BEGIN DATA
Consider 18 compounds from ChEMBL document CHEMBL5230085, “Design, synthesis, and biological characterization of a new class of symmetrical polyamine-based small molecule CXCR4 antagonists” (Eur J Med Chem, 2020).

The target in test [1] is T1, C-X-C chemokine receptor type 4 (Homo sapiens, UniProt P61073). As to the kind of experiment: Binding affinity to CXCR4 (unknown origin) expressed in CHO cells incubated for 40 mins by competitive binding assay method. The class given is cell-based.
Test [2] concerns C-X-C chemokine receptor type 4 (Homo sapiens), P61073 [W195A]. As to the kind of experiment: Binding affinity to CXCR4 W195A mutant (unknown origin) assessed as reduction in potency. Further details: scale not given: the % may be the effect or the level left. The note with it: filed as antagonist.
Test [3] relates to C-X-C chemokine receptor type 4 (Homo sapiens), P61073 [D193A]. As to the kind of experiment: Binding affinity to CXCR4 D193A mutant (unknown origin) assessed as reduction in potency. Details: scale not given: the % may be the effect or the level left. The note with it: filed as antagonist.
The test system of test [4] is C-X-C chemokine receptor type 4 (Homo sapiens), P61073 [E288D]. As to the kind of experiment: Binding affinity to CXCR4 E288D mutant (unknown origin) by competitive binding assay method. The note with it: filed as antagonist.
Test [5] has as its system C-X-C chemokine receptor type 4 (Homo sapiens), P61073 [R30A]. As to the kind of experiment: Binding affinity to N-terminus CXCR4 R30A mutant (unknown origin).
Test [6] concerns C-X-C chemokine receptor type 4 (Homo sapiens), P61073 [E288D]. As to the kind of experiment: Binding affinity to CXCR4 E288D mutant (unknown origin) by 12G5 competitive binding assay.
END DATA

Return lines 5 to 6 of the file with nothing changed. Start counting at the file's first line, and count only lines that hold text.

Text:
The test system of test [4] is C-X-C chemokine receptor type 4 (Homo sapiens), P61073 [E288D]. As to the kind of experiment: Binding affinity to CXCR4 E288D mutant (unknown origin) by competitive binding assay method. The note with it: filed as antagonist.
Test [5] has as its system C-X-C chemokine receptor type 4 (Homo sapiens), P61073 [R30A]. As to the kind of experiment: Binding affinity to N-terminus CXCR4 R30A mutant (unknown origin).